Basquiat, a Harvard Rap Album, and in the Passenger Seat of Uber — Monday Briefing

In this latest MAEKAN Briefing, we take a look at some of the recent events that have transpired in creative culture with a bit of context to help you understand their importance. We look at the most recent $110.5 million USD sale of a Basquiat, a Harvard student's rap album as his graduation thesis and the impending release of a book on Uber.

As always, if you have any comments or insights, feel free to share them on our Slack community.

American artist Jean-Michel Basquiat entered the exclusive $100 million-plus USD Club on Thursday, May 18th by way of a Sotheby’s auction. From the streets to the gallery, Basquiat’s raw energy and limited demand have propelled him forward to become the most valuable American artist of all-time. Many are fixated on the cost of the painting, the 1982 “Untitled” piece, which features a vibrant multicolored face against a disorderly background. The piece was purchased by Yusaku Maezawa, the founder of Japanese online fashion retailer ZOZOTOWN. Following the purchase, he announced his goal of putting the piece on display at museums across the world before allowing it to settle down in a museum he is building in his hometown of Chiba.


  • Created in 1982
  • Painted by a 21-year-old Basquiat
  • Made of oil stick and spray paint
  • Sold for $110.5 million USD via Sotheby’s
  • The sixth most expensive painting ever sold by Sotheby’s
  • Purchased by Yusaku Maezawa, the Founder of the Contemporary Art Foundation
  • Set the record for most expensive work by any American artist, most expensive work by an African-American artist, and the first work created since 1980 to sell for over $100 million USD


  • The recent auction price will push people to sell more Basquiats in the near future, arguably paintings of lesser quality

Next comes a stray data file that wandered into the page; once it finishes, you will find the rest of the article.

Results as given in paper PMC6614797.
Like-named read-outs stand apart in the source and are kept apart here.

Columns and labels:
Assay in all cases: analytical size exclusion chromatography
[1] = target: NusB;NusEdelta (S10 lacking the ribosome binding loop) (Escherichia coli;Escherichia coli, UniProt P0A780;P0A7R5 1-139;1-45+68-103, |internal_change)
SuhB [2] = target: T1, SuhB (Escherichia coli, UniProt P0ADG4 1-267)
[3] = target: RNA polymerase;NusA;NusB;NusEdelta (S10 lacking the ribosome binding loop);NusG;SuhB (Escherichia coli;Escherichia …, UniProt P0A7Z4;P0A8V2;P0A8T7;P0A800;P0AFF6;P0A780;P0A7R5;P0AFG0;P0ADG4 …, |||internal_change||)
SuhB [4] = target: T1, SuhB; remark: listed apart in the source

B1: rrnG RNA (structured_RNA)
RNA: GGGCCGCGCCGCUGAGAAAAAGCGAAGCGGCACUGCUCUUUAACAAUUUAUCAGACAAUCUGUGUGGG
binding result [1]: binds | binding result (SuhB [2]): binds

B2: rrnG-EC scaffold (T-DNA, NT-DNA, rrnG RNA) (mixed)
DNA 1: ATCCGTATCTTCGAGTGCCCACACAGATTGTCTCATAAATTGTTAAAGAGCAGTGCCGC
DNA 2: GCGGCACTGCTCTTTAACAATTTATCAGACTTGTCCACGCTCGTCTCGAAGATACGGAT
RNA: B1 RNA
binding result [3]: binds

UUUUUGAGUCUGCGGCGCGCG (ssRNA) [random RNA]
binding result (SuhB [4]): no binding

• Traditionally, few pieces from the 1981 – 1983 era have been auctioned off
  • It means a limited supply of work from Basquiat’s best period
  • Many collectors rarely sell and most museums cannot afford Basquiats
  • The result are few publically available examples on display

“He’s now in the same league as Francis Bacon and Pablo Picasso.”

– Jeffrey Deitch, Collector & Co-Founder of the Deitch Projects

Source: The New York Times

2. Harvard’s First-Ever Hip-Hop Thesis

Obasi Shaw, a 2017  Harvard graduate, took a most unconventional route in submitting his graduation thesis. Titled “Liminal Minds,” the 10-track rap album explores commentary through Middle English poetry with a strong dose of racial identity. His effort garnered an A minus, good enough for him to graduate with honors.

While Shaw’s earned understandable acclaim for his artistic talents, he’s slated to start one-year internship with Google for the time being. His thesis can be heard via the Soundcloud embed below.

“Rap is a genre in which I can say everything I want to say. I’ve been writing in different capacities, but I never felt that I found my art form until I started rapping.”

– Obasi Shaw

<p>Travis Kalanick, CEO of Uber by <span class="text size-2x-small color-dark-gray" data-reactid="292">Jeffery Salter — Redux Pictures</span><span data-reactid="293"> </span></p>

Travis Kalanick, CEO of Uber by Jeffery Salter — Redux Pictures 


3. Riding Shotgun with Uber

It’s been a difficult past 12 months with ride-sharing leader Uber. The company’s breakneck speeds in iteration and growth have led them to be especially loose on following regulation in various markets.

CEO Travis Kalanick has been the driving force behind Uber’s quest towards global transport domination. Kalanick’s desire to win is so strong, it’s even made him one of the world’s best Wii Tennis players  (yes, the video game). But his persona and actions have increasingly come under scrutiny. In an upcoming book titled Wild Ride: Inside Uber’s Quest for World Domination, Fortune Executive Editor Adam Lashinsky paints a vivid picture behind one of tech’s most influential figures.

In a short excerpt of the book seen on Fortune, there’s no shortage of interesting anecdotes and quirks that help readers understand what makes Kalanick tick, the sustainability of it all, and how warranted is the public’s disdain for Uber’s practices?

See the preview over at Fortune.

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